The parasite, spread by infected tsetse flies mostly found in rural sub-Saharan Africa, can invade a person’s central nervous system and lead to psychiatric and sleep disorders, and if untreated, death. Because of under-reporting, estimates of the actual number of infections range from tens of thousands to hundreds of thousands.
|New treatment for sleeping sickness|
|Detecting stealth sleeping sickness|
|Dipstick diagnosis for under-reported diseases|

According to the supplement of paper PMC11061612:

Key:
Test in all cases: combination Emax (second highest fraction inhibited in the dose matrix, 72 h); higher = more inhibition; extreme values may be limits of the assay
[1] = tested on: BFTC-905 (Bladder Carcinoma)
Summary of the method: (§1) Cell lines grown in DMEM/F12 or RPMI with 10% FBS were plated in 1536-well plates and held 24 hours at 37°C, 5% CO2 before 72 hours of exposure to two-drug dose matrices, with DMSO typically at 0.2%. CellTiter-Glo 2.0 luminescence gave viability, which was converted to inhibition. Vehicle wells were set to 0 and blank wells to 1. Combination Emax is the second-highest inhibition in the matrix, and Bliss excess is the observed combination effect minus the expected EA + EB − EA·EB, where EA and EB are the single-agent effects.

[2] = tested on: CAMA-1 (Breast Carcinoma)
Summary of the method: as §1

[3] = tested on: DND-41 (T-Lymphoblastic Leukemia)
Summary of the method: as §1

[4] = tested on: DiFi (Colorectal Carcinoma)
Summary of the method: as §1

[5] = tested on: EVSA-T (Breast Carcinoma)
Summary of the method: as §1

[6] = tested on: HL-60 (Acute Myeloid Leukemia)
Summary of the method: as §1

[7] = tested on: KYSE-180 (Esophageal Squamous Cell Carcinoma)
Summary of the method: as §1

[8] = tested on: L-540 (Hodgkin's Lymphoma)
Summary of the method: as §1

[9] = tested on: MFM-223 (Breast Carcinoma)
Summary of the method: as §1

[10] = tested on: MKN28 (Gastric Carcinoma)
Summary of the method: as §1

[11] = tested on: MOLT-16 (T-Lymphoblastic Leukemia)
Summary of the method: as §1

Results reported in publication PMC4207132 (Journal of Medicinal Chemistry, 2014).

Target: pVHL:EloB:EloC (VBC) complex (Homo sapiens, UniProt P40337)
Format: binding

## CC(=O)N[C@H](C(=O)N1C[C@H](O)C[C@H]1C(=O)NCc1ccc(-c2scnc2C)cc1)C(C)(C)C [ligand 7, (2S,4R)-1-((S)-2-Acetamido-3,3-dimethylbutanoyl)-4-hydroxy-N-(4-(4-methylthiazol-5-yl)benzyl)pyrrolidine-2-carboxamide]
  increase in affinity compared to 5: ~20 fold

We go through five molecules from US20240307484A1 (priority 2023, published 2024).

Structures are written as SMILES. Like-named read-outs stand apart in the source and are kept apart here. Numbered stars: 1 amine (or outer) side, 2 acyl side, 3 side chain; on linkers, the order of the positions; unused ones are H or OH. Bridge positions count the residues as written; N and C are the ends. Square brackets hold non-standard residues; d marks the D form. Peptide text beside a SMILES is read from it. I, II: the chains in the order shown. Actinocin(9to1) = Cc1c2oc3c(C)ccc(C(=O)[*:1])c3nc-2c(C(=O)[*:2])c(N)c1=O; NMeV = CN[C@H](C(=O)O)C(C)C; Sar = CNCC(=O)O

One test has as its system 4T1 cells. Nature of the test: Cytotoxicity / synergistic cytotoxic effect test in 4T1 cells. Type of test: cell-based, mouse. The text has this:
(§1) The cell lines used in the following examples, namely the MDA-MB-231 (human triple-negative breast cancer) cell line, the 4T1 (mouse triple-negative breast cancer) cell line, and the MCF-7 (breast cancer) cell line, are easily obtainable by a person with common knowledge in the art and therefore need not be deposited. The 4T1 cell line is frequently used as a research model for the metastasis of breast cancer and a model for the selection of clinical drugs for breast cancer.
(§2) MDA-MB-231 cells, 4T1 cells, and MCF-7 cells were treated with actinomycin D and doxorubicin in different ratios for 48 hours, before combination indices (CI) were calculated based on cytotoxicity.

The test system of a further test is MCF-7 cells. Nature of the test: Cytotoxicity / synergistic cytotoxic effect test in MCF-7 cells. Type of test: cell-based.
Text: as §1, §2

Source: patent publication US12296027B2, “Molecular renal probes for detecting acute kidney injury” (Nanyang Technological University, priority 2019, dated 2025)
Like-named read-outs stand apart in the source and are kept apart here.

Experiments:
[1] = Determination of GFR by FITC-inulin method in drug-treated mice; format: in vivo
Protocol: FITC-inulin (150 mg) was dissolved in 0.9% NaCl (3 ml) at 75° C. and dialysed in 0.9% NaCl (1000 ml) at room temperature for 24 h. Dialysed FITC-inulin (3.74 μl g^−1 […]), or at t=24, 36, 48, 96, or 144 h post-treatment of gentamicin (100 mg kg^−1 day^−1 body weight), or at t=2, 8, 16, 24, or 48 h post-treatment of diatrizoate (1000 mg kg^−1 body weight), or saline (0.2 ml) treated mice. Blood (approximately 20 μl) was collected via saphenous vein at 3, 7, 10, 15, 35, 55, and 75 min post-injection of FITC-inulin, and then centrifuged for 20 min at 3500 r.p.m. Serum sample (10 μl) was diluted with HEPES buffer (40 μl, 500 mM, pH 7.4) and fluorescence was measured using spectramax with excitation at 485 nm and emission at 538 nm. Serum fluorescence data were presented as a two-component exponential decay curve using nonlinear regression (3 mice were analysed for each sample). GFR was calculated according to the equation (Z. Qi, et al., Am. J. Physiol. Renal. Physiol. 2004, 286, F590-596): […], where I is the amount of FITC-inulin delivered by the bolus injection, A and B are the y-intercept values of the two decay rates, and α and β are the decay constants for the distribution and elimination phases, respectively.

|Hunt for sleeping sickness drug continues|
|Tsetse fly costs agriculture billions every year|
Though 72 percent more people were tested from 2000-2009 than during the previous decade, scientists say lack of low-tech, rapid testing and safe drugs has prevented the elimination of the disease. The highest number of cases were reported in Democratic Republic of Congo (80 percent), followed by Central African Republic (11 percent).